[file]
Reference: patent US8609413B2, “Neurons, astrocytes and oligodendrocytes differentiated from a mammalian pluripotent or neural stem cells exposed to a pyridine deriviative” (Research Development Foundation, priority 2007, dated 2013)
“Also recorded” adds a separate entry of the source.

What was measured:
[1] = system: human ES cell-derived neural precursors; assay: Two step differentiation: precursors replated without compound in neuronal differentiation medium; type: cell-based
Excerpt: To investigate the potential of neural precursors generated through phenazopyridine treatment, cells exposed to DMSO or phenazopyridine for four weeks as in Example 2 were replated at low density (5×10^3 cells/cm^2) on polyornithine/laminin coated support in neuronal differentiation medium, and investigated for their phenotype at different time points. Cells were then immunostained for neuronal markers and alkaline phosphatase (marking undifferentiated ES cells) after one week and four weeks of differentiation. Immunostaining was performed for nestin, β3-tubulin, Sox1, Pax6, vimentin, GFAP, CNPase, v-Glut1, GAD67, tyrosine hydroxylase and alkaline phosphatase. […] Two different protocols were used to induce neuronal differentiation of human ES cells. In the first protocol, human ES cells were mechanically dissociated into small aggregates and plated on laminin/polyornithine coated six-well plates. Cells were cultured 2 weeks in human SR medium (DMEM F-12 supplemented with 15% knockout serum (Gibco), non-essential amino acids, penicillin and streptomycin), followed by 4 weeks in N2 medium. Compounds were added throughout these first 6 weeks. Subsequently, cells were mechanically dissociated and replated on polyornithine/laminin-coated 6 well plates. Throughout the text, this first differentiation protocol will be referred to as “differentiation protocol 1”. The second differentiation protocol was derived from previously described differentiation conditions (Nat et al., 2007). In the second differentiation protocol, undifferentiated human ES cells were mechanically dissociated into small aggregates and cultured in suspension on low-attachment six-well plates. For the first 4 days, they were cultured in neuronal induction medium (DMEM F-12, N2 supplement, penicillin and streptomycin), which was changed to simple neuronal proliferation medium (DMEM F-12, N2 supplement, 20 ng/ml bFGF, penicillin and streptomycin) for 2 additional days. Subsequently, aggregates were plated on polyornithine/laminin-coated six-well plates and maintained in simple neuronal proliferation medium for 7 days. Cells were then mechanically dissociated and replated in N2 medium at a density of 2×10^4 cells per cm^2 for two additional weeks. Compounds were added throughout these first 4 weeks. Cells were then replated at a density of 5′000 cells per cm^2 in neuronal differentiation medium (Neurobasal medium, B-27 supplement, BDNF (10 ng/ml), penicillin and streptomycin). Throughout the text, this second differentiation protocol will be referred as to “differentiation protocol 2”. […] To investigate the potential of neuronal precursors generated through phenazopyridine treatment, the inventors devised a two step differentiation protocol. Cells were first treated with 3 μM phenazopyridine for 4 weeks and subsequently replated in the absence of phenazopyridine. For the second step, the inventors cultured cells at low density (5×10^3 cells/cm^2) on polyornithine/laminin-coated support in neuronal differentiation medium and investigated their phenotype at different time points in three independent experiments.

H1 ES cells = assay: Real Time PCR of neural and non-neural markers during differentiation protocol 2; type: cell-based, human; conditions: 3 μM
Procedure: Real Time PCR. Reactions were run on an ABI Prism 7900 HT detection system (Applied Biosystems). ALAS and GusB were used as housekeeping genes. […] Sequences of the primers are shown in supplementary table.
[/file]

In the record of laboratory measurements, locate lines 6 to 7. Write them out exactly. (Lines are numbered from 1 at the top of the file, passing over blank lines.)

H1 ES cells = assay: Real Time PCR of neural and non-neural markers during differentiation protocol 2; type: cell-based, human; conditions: 3 μM
Procedure: Real Time PCR. Reactions were run on an ABI Prism 7900 HT detection system (Applied Biosystems). ALAS and GusB were used as housekeeping genes. […] Sequences of the primers are shown in supplementary table.